The recession hasn't just changed how we shop; it has altered our expectations of how much things should cost. Deeply slashed prices have become the norm, and even affluent shoppers are looking for -- and expecting -- stellar deals.
So the launch of theOutnet.com, a new discount designer website from the Jimmy Choo-shod minds of Net-a-Porter, couldn't have been timed more perfectly.
The no-frills site -- a virtual sale section for the full-priced Net-a-Porter -- offers top-drawer designer women's clothes, shoes and accessories up to 60% off (though markdowns can occasionally plunge to 80% during special sales).
More than 200 designer and contemporary labels are featured -- a blockbuster mix of high-profile names including Stella McCartney, L'Wren Scott, Fendi, Helmut Lang and Alexander McQueen, and cult favorites such as Vanessa Bruno, Roksanda Ilincic, Jovovich-Hawk, Milly and Graeme Black. Items are searchable by brand, genre, keyword and color.
Prices are significantly below retail but still slightly higher than at deep-discount outlet malls such as the Desert Hills Premium Outlets in Cabazon. A Rick Owens cream-colored coat is $745, down from $1,490, while a Marc Jacobs' shoulder bag is marked down to $837 from $1,395.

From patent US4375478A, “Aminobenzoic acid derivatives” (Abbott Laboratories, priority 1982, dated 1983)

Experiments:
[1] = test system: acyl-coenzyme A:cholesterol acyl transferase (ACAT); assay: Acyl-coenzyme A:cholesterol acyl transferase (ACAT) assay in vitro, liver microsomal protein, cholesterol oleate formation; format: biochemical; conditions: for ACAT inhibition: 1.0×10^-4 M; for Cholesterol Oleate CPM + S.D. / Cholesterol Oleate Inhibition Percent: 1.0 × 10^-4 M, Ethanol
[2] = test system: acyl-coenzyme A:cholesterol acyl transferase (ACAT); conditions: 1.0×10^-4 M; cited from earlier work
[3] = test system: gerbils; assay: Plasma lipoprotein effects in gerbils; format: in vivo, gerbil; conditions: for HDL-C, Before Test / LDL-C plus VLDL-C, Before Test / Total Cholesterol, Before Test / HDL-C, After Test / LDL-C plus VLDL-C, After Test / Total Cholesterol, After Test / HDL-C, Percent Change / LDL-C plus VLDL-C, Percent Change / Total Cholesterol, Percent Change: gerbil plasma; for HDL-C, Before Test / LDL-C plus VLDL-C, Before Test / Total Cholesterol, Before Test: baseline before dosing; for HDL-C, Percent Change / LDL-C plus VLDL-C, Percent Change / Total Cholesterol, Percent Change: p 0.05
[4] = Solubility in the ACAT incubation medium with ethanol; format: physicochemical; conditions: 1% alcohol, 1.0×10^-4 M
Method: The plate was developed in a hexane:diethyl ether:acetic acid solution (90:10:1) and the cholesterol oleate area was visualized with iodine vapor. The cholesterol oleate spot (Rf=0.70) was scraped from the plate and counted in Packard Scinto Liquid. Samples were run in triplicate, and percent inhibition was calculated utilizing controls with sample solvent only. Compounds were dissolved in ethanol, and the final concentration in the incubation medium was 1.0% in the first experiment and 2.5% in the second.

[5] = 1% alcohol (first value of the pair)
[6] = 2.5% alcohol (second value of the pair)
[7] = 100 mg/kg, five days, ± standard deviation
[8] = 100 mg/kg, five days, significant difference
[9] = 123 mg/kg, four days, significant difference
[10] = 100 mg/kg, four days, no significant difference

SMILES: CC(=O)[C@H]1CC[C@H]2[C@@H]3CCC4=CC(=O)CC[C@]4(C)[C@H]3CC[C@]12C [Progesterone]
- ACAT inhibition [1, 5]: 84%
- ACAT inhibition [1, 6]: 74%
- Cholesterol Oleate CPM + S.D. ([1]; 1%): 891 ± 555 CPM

For most, especially in this economic climate, pulling the trigger on a $2,300 Chloe shift dress (marked down from $4,060) is a pipe dream. Still, there are splurge-worthy pieces for the masses, including a K by Karl Lagerfeld cashmere cardigan for $219, a 3.1 Phillip Lim sundress for $250 and Anna Sui ballet flats for $188.
But then, theOutnet isn't out to woo the masses. Its audience is niche: affluent, female designer-apparel junkies. Its selection is lean, mean and even less accessibly priced than that of Bluefly, the progenitor of discount designer shopping websites.
Most of the merchandise is kicked down from Net-a-Porter, one of the most high-end designer shopping sites (think $2,000 Balmain jeans) specializing in current-season merchandise. "We're also sourcing specifically for theOutnet and working closely with our brands," said Stephanie Phair, director of theOutnet, which is a division of Net-a-Porter that functions as a stand-alone company.
The site's fortuitous timing in the marketplace is merely coincidental, insisted Phair -- though the luxury goods sector has been hit especially hard by the recession. "Any mature business has an outlet," she said, "and Net-a-Porter has operated in the luxury retailing industry for nearly a decade. We have built it for the long term, and it's here to stay."